I'm experimenting with various web album packages to try to find one that's easy to keep updated with the names. One of these days, I'll have a good one, and the names will be there. How about a list of the names in my directory, they should match up pretty close. The last half dozen or so are not represented yet, but that'll change one of these days too. :)

Artillery_Luger_1916_DWM
Astra_1916
Astra_200_Engraved
Astra_300
Astra_400
Astra_600
Astra_CUB_22S
Baby_Browning
Bayard_1908
Beretta_1934
Beretta_1935
Beretta_1935_Nickel
Bernardelli_22
Browning_1900
Browning_1906
Browning_1910
Browning_1922
Chinese_Tokerov
Colt_1903_32ACP
Colt_1908_25ACP
Colt_Pocket_38
CZ-24
CZ-27
CZ-45
CZ-52
Dreyse_1907_2
DUO
East_German_Mak
Femaru_M37
Franz_Stock
French_MAB_Model_D
Frommer_Baby
Frommer_Stop
Galesi_6_35
H~R_Hammerless
H~R_Self-Loading_25
H~R_Self-Loading_32
H~R_The_American
Haenel-Schmeisser_Model_1
Inglis_HP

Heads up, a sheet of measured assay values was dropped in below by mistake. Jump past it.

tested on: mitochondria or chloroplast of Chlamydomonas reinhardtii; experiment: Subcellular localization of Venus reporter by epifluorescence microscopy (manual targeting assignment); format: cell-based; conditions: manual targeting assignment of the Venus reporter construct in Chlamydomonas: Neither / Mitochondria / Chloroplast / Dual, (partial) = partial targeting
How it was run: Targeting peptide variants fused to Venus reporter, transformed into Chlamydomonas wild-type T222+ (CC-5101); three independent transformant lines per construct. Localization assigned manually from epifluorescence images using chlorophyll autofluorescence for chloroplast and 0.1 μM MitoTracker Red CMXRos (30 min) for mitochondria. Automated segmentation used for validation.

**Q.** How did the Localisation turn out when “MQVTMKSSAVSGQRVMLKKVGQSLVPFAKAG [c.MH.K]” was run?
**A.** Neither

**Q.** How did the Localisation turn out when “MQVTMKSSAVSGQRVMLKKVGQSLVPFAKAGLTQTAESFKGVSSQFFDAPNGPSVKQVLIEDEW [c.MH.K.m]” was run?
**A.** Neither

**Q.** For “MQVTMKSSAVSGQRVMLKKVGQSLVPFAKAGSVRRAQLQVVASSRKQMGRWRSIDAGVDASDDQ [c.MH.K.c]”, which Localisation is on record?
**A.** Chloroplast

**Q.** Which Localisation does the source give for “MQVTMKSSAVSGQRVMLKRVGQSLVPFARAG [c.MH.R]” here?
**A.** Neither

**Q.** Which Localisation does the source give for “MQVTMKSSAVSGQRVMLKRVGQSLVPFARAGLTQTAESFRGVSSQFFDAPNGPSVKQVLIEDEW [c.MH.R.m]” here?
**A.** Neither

Inland_M1_Carbine
Iver_Johnson_Safety_Action_DA
Iver_Johnson_TP-22
Langenhan
Langenhan_w-holster
Le_Francais
Le_Francais_7_65.JPG
LeFrancais_New
LeFrancais_Policeman
Lignose_3A
Lilliput
Luger_1938_Mauser
MAB_Model_A
Manhurin_PP_32ACP
MARS_KDYNE
Mauser_1910
Mauser_1914
Mauser_1934
Mauser_Broomhandle
Mauser_Broomhandle_w-stock
Mauser_HSc_7.65
NAA_Buckle_Mini
Nagant_1895
Nambu_Type_14
Nambu_Type_94
Ortgies_25
Ortgies_32
OWA
Phoenix
Radom_VIS
Reising_Target_22
Remington_Model_51-32ACP
Remington_Model_51_380_1
Ruger_Bearcat_Old_Model
S~W_1913
Sauer_1913
Savage_1907_Early
Savage_1907T
Savage_1917
Sedgley
Sistema_1927
Star_Model_S_1941
Stenda
Steyr_1908
Steyr_1909
Walther_Model_2
Walther_Model_4
Walther_Model_8
Walther_Model_9
Walther_P38_ac45
Walther_Postwar_P-38
Warner_Infallable
Webley_32_Auto
Webley_Mark_IV